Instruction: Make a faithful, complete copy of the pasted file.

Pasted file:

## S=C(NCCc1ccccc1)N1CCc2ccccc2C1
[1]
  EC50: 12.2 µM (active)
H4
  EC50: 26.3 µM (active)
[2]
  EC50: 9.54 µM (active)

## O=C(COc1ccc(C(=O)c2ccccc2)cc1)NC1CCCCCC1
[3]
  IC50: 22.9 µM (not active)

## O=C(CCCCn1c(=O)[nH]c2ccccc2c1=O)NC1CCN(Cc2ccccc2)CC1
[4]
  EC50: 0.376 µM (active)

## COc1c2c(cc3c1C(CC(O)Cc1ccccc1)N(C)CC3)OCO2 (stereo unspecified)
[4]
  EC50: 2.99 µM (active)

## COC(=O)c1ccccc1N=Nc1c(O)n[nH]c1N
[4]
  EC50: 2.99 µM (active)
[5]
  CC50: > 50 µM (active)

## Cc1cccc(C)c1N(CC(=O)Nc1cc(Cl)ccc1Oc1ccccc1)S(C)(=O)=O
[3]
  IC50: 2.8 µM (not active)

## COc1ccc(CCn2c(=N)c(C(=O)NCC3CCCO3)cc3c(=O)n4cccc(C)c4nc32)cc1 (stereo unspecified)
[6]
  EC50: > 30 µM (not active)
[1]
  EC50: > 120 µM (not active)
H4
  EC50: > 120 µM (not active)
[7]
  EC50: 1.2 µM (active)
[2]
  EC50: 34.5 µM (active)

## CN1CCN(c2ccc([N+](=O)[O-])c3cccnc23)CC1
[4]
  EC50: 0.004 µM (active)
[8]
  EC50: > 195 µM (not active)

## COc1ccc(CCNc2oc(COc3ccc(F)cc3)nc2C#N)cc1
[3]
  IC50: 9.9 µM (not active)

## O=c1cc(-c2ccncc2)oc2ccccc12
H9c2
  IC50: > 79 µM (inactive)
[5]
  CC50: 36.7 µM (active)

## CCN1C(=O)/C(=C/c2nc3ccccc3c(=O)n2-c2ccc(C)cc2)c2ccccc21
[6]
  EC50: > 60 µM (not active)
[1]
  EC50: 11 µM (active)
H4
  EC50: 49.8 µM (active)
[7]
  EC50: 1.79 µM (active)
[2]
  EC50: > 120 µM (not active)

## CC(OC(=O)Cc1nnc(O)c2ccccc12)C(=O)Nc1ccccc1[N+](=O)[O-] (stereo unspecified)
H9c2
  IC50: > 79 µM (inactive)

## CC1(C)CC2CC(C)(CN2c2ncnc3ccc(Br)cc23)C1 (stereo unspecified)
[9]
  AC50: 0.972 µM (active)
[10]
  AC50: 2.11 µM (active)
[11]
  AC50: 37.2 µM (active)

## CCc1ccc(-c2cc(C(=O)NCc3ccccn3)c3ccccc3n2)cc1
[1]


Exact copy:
## S=C(NCCc1ccccc1)N1CCc2ccccc2C1
[1]
  EC50: 12.2 µM (active)
H4
  EC50: 26.3 µM (active)
[2]
  EC50: 9.54 µM (active)

## O=C(COc1ccc(C(=O)c2ccccc2)cc1)NC1CCCCCC1
[3]
  IC50: 22.9 µM (not active)

## O=C(CCCCn1c(=O)[nH]c2ccccc2c1=O)NC1CCN(Cc2ccccc2)CC1
[4]
  EC50: 0.376 µM (active)

## COc1c2c(cc3c1C(CC(O)Cc1ccccc1)N(C)CC3)OCO2 (stereo unspecified)
[4]
  EC50: 2.99 µM (active)

## COC(=O)c1ccccc1N=Nc1c(O)n[nH]c1N
[4]
  EC50: 2.99 µM (active)
[5]
  CC50: > 50 µM (active)

## Cc1cccc(C)c1N(CC(=O)Nc1cc(Cl)ccc1Oc1ccccc1)S(C)(=O)=O
[3]
  IC50: 2.8 µM (not active)

## COc1ccc(CCn2c(=N)c(C(=O)NCC3CCCO3)cc3c(=O)n4cccc(C)c4nc32)cc1 (stereo unspecified)
[6]
  EC50: > 30 µM (not active)
[1]
  EC50: > 120 µM (not active)
H4
  EC50: > 120 µM (not active)
[7]
  EC50: 1.2 µM (active)
[2]
  EC50: 34.5 µM (active)

## CN1CCN(c2ccc([N+](=O)[O-])c3cccnc23)CC1
[4]
  EC50: 0.004 µM (active)
[8]
  EC50: > 195 µM (not active)

## COc1ccc(CCNc2oc(COc3ccc(F)cc3)nc2C#N)cc1
[3]
  IC50: 9.9 µM (not active)

## O=c1cc(-c2ccncc2)oc2ccccc12
H9c2
  IC50: > 79 µM (inactive)
[5]
  CC50: 36.7 µM (active)

## CCN1C(=O)/C(=C/c2nc3ccccc3c(=O)n2-c2ccc(C)cc2)c2ccccc21
[6]
  EC50: > 60 µM (not active)
[1]
  EC50: 11 µM (active)
H4
  EC50: 49.8 µM (active)
[7]
  EC50: 1.79 µM (active)
[2]
  EC50: > 120 µM (not active)

## CC(OC(=O)Cc1nnc(O)c2ccccc12)C(=O)Nc1ccccc1[N+](=O)[O-] (stereo unspecified)
H9c2
  IC50: > 79 µM (inactive)

## CC1(C)CC2CC(C)(CN2c2ncnc3ccc(Br)cc23)C1 (stereo unspecified)
[9]
  AC50: 0.972 µM (active)
[10]
  AC50: 2.11 µM (active)
[11]
  AC50: 37.2 µM (active)

## CCc1ccc(-c2cc(C(=O)NCc3ccccn3)c3ccccc3n2)cc1
[1]